By Joe Williams, Durham University, UK and Caitlin Robinson, Newcastle University, UK
In June 2019, a tribunal in Kenya halted the development of the country’s first ever coal power station, in what is seen as a victory for environmental and human rights groups. The $2 billion energy project planned for the coastal city of Lamu is being proposed by Chinese investors as part of a series of large infrastructures that are intended to connect centres of industry, trade and resource extraction in Kenya, South Sudan and Ethiopia (the so-called LAPSSET corridor).
LAPSSET is just one of a number of mega-infrastructure corridors being developed in connection with China’s ambitious Belt and Road Initiative (BRI). Announced in 2013, the BRI sets out a policy for nearly a trillion dollars of Chinese investment in transport, trade, communications, energy, mining and water infrastructures. So far, over 100 countries across the world have signed up to be part of the BRI.
The Lamu coal project, which may still go ahead after developers challenged the court ruling, illustrates many of the wider controversies that have surrounded the BRI. Some people (including the Chinese government) see the BRI as a way to boost much-needed economic development in poorer countries and foster international cooperation. However, others have expressed concern about China’s growing geopolitical influence and what this may mean for democracies, the possible dangers of developing countries taking on large amounts of debt, and the environmental implications of large, fossil fuel-dependent, projects.
In a recent paper published in The Geographical Journal, we argued that the BRI is driving a particular form of development that a group of geographers have called planetary urbanisation (see also recent GD posts by Shaw and Kumar, and Connolly). The main idea behind planetary urbanisation is to understand the urban as a process rather than a spatial category in order to challenge assumed distinctions between urban and rural. Urbanization, according to this argument, does not simply refer to the emergence and growth of cities as distinct entities, but rather describes a broader process of geographical change that produces dense clusters (or ‘agglomerations’) of people, things, and finance on the one hand (i.e. cities), and vast areas of extraction or ‘operational landscapes’, on the other hand.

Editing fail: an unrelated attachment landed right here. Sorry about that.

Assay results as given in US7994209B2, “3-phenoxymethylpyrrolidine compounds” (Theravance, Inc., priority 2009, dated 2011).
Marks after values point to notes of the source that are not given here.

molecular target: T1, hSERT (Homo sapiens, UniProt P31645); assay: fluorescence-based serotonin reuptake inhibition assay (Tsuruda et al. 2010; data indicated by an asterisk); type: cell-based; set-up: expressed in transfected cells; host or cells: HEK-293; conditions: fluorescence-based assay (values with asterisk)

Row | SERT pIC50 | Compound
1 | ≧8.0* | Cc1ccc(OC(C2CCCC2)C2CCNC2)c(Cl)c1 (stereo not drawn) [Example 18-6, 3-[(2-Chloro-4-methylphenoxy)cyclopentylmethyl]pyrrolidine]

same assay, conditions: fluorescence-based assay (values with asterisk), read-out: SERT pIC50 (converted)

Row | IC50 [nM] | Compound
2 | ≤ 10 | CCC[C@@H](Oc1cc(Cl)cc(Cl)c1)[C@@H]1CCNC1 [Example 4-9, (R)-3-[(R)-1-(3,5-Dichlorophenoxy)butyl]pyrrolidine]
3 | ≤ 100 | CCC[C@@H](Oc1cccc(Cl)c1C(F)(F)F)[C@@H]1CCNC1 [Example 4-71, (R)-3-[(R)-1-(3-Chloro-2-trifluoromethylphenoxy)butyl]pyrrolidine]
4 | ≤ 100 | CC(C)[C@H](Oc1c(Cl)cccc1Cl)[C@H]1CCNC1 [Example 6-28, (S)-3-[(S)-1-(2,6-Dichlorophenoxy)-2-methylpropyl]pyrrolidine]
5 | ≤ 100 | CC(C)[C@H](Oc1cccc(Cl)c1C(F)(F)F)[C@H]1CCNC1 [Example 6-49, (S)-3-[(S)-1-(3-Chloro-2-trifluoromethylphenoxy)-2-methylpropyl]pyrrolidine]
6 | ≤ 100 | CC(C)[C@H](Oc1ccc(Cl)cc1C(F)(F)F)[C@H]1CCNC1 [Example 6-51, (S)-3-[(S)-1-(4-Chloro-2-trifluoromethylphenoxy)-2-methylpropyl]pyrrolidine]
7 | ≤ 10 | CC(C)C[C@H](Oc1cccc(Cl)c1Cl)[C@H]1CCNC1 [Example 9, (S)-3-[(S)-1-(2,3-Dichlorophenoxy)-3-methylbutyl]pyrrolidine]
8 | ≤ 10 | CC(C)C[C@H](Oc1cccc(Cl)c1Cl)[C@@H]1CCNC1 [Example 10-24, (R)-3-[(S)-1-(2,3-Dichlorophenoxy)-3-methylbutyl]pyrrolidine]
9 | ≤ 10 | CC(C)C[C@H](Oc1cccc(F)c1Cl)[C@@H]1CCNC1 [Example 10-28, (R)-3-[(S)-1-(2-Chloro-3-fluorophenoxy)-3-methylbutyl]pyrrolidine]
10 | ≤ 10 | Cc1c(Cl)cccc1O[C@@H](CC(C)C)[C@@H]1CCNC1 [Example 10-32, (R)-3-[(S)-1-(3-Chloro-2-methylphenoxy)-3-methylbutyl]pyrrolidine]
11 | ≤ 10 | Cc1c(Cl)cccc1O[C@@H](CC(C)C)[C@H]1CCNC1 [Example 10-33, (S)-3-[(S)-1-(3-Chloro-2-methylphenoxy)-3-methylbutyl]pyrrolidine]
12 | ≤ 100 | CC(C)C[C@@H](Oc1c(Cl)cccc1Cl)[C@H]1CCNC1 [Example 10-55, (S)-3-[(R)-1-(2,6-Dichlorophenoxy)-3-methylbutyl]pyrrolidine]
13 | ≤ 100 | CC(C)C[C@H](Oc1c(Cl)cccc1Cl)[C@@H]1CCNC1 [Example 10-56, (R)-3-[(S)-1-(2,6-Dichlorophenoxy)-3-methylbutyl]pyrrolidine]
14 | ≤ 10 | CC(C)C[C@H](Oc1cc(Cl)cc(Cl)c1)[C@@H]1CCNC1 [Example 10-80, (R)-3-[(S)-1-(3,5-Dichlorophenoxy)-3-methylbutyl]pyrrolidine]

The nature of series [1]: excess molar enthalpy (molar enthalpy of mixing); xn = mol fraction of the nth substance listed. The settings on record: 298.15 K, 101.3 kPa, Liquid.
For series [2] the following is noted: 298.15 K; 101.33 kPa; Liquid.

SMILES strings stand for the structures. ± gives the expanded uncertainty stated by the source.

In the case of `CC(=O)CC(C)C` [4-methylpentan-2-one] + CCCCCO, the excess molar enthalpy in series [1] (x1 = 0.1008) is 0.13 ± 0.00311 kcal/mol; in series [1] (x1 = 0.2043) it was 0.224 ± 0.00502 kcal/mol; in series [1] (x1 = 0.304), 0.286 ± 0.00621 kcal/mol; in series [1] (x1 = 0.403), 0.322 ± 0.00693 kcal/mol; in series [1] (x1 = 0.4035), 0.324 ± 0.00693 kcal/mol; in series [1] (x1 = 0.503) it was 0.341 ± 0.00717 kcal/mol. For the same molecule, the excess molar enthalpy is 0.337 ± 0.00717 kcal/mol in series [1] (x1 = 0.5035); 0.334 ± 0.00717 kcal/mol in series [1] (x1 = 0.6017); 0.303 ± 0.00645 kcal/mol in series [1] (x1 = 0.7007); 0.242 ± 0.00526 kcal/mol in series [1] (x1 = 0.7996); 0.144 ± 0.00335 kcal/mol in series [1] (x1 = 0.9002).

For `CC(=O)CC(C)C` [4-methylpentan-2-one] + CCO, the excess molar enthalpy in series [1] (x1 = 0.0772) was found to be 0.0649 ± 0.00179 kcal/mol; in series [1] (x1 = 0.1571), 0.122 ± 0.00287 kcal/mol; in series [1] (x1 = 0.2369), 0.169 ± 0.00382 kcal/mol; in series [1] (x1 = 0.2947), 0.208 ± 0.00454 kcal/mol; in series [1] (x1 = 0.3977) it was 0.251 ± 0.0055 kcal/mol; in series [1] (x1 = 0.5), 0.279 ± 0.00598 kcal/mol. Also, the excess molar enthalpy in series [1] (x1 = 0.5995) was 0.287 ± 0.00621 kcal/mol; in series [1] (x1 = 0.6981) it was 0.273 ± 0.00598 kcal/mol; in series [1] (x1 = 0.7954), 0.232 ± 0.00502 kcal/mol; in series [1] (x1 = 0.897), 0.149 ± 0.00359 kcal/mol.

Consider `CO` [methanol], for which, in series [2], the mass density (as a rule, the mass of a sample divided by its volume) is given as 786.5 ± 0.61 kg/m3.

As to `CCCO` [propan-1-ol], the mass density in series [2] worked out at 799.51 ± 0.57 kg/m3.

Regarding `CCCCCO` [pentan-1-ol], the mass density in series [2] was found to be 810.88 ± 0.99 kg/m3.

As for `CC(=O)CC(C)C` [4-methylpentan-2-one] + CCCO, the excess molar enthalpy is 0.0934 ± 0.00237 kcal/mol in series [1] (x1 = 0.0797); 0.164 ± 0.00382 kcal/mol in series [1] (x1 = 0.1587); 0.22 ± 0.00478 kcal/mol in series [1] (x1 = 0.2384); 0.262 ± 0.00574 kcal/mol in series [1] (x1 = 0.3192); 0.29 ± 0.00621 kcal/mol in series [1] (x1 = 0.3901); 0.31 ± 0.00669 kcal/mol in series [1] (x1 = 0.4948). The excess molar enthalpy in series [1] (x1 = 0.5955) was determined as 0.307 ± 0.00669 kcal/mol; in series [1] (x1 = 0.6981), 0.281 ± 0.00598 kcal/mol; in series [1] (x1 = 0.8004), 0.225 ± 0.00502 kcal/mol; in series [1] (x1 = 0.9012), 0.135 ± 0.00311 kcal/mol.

In other words, urbanisation is understood to be driving planetary-scale transformation both in cities and in landscapes that supply the raw materials (food, minerals, energy, water, and so on) on which these human settlements rely. Although this has been a controversial idea, we feel that planetary urbanisation is a useful concept to understand the way the BRI is changing the geographies of development by driving important changes both in urban centres and in areas that have historically been more peripheral.
Large development projects like this require a lot of energy, and some critics have suggested that the BRI is partly an attempt to increase the security of China’s energy imports and guarantee future supplies. Indeed, energy extraction, transmission, and production have become an important part of China’s vision for the Belt and Road. Although the Chinese government claims that the BRI is based on principles of sustainability and green development, research has shown that the majority of existing investments have been in carbon-intensive sectors like coal and liquid natural gas, and are therefore likely to increase pollution and climate change.
In our paper, we mapped the energy projects connected to the BRI. Our map shows more than $300 billion of planned or completed investment in energy projects from liquid natural gas in Russia, oil refineries in Indonesia and coal power in South Africa, to wind turbines in Mongolia and nuclear generation in Romania.
Using the theory of planetary urbanisation, we can see that the BRI is changing the global geographies of energy by opening up new areas of extraction and connecting them via pipelines and transmission cables that span continents to dense areas of industry and consumption. Most importantly, this allows us to understand how seemingly disconnected places and processes – for example, a gas field in the Arctic and the urban expansion of Xi’an, Central China – are in fact deeply connected.
The map shows China’s ambitious attempt to power planetary-scale urban expansion. Yet, as geographers, we are also interested in how large infrastructure projects interact with local contexts. As the example of the Lamu coal plant in Kenya shows, the BRI is not being developed on a blank canvas. All sorts of local politics and social factors can either facilitate or disrupt this vision for global energy development. How and where this will happen is a problem that will occupy geographers for many years to come.
About the authors: Joe Williams is an Assistant Professor of Political Ecology in the Department of Geography at Durham University.Caitlin Robinson is a Research Associate in the Centre for Urban and Regional Development Studies at Newcastle University
This paper is based on their recent publication in the Geographical Journal: Williams, J., Robinson, C., & Bouzarovski, S. (2019). China’s Belt and Road Initiative and the emerging geographies of global urbanisation. The Geographical Journal. https://doi.org/10.1111/geoj.12332
The article can be read free here: https://rdcu.be/bUzse
If you would like to find out more about these projects, the authors have also made their dataset free to access here.